AFP-Wisconsin Launches “A Streetcar Named Disaster” Online Petition Drive

[MILWAUKEE]  The state’s largest grassroots advocacy organization has launched an online petition drive in opposition to the proposed City of Milwaukee Streetcar Project. 

Americans for Prosperity’s Wisconsin Chapter participated in a City Hall news conference at 10:30 am to officially launch

“It’s bad enough we don’t know how much this streetcar named disaster will cost or who will be expected to pay for it,” said Luke Hilgemann, AFP-Wisconsin’s Executive Director. “At the very least the taxpaying public should have the opportunity to express their opinion.”


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The petition notes that the Streetcar could cause property taxes and utility costs to go up for everyone in the area.

Also at the press conference was Milwaukee Alderman Bob Donovan, who will be sponsoring a measure this fall to put the issue to the voters, stating that he is convinced that 70 percent of city residents don’t support the project. 
It’s an assertion that could be put to the test in a citywide referendum 
“Prove me wrong,” he said at the press conference. 
Alderman Donovan said his effort to derail the streetcar is an attempt to bring common sense to the fore.

“While Milwaukee continues to face major economic and other challenges, why are we even discussing this massive boondoggle of a project?” he said. 

The website features the online petition and a comprehensive analysis of the project provided by the John K. MacIver Institute for Public Policy, the Wisconsin-based free market think tank.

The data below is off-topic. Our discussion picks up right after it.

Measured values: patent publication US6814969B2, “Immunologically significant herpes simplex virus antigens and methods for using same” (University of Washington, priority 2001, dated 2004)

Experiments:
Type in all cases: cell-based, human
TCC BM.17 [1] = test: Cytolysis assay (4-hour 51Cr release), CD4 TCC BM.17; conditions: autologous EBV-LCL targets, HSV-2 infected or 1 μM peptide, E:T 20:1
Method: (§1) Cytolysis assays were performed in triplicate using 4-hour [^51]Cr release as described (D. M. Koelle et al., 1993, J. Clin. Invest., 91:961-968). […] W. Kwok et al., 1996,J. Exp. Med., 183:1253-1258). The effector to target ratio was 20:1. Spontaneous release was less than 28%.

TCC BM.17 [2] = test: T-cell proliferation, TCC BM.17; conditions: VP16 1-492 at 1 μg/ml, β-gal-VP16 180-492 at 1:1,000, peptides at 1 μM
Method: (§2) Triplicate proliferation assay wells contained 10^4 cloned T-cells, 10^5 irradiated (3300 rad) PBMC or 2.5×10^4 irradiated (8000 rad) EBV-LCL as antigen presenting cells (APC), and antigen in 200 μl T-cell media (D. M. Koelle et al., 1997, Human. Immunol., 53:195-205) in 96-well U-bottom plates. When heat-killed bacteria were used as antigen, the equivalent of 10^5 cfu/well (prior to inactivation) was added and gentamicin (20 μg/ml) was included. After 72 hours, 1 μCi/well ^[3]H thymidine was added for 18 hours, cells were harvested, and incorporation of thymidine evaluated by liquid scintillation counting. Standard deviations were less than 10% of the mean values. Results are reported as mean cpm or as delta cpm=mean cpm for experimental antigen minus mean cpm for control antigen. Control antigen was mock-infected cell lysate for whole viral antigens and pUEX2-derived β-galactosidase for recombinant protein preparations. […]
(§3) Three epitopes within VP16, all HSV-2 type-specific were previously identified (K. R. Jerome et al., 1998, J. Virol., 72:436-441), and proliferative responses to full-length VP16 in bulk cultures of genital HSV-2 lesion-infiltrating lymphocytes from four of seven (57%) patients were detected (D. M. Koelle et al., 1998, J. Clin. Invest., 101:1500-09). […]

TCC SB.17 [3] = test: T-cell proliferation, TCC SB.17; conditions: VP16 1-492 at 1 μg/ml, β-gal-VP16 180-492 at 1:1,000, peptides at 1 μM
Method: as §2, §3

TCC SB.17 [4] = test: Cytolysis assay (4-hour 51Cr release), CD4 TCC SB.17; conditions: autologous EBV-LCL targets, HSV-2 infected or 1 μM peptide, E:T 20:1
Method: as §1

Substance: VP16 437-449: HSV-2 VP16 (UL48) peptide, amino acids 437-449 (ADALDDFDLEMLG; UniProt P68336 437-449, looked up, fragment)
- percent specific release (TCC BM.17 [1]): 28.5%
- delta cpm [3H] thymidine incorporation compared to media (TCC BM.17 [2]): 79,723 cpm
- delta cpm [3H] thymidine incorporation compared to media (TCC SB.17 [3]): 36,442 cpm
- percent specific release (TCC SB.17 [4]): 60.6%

The MacIver News Service is a project of the MacIver Institute. 

“We’ve looked at both Milwaukee’s history with streetcars as well as the impact similar projects have had in other cities and the fact of the matter is the promised benefits never materialize,” said Healy. “Our research is free from the spin and pr efforts of the streetcar proponents and shows that this is a dubious public investment.”
MacIver also authored an interactive slideshow on the site that looks back at Milwaukee’s history with streetcars and examines why they were abandoned in the middle of the last century.
More than 15,000 of AFP-Wisconsin’s 120,000 statewide members live in the City of Milwaukee. More than 60,000 of them are residents of Southeastern Wisconsin who may have to pay for tens of millions of dollars of utility infrastructure costs to complete the project if the PSC rules in favor of the City later this year. 
“We truly believe this project is a disaster for taxpayers, ratepayers and local business owners,” said Hilgemann. “We started this petition drive to give those people a voice and we will continue to push this until the elected leaders in Milwaukee and the region allow the citizens to vote on this disaster they are expected to finance.”

Hilgemann said the early response to the petition “has been phenomenal.” 
“By noon we already were approaching 1,000 online signatures,” he said.